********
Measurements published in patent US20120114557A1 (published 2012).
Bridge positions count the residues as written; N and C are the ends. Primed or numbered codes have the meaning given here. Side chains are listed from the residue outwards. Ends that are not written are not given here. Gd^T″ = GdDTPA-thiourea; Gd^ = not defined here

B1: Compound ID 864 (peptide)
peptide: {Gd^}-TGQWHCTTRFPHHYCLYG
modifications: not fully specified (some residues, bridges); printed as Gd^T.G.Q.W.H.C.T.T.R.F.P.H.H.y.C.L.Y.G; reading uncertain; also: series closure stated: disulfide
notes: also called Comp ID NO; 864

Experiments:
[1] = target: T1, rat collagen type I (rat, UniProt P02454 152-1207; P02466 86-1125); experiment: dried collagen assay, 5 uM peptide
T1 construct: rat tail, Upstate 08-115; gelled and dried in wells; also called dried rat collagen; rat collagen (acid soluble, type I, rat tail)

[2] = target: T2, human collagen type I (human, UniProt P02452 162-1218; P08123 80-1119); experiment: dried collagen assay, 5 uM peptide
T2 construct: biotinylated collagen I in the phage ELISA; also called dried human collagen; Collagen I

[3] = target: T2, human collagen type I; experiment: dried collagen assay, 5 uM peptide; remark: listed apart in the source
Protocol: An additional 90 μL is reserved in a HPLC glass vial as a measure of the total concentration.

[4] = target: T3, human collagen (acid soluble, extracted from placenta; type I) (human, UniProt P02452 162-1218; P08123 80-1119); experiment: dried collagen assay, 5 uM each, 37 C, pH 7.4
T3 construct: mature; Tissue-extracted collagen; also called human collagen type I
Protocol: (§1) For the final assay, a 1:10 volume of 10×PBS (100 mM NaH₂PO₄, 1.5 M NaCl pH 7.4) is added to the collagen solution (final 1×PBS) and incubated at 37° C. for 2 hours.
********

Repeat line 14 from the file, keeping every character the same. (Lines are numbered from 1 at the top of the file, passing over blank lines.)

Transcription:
[4] = target: T3, human collagen (acid soluble, extracted from placenta; type I) (human, UniProt P02452 162-1218; P08123 80-1119); experiment: dried collagen assay, 5 uM each, 37 C, pH 7.4